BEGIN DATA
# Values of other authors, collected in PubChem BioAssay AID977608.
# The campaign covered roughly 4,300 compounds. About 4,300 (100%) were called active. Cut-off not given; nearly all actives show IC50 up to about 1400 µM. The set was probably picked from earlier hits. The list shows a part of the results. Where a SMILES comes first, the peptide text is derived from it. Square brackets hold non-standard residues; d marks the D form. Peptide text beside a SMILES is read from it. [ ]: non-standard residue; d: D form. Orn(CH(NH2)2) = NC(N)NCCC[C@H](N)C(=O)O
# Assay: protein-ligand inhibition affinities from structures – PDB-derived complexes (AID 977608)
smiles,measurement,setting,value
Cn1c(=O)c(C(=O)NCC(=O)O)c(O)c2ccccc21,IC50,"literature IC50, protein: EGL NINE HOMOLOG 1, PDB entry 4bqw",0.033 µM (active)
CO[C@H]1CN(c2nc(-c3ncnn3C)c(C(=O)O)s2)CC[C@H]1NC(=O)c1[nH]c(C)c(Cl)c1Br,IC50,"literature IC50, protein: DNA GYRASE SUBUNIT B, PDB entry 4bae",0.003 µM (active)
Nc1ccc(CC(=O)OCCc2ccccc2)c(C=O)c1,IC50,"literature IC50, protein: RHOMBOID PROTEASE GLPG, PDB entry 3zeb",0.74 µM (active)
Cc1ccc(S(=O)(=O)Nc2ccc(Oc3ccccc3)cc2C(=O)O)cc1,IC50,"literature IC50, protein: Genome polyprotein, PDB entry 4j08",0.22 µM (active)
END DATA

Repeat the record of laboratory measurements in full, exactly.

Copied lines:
# Values of other authors, collected in PubChem BioAssay AID977608.
# The campaign covered roughly 4,300 compounds. About 4,300 (100%) were called active. Cut-off not given; nearly all actives show IC50 up to about 1400 µM. The set was probably picked from earlier hits. The list shows a part of the results. Where a SMILES comes first, the peptide text is derived from it. Square brackets hold non-standard residues; d marks the D form. Peptide text beside a SMILES is read from it. [ ]: non-standard residue; d: D form. Orn(CH(NH2)2) = NC(N)NCCC[C@H](N)C(=O)O
# Assay: protein-ligand inhibition affinities from structures – PDB-derived complexes (AID 977608)
smiles,measurement,setting,value
Cn1c(=O)c(C(=O)NCC(=O)O)c(O)c2ccccc21,IC50,"literature IC50, protein: EGL NINE HOMOLOG 1, PDB entry 4bqw",0.033 µM (active)
CO[C@H]1CN(c2nc(-c3ncnn3C)c(C(=O)O)s2)CC[C@H]1NC(=O)c1[nH]c(C)c(Cl)c1Br,IC50,"literature IC50, protein: DNA GYRASE SUBUNIT B, PDB entry 4bae",0.003 µM (active)
Nc1ccc(CC(=O)OCCc2ccccc2)c(C=O)c1,IC50,"literature IC50, protein: RHOMBOID PROTEASE GLPG, PDB entry 3zeb",0.74 µM (active)
Cc1ccc(S(=O)(=O)Nc2ccc(Oc3ccccc3)cc2C(=O)O)cc1,IC50,"literature IC50, protein: Genome polyprotein, PDB entry 4j08",0.22 µM (active)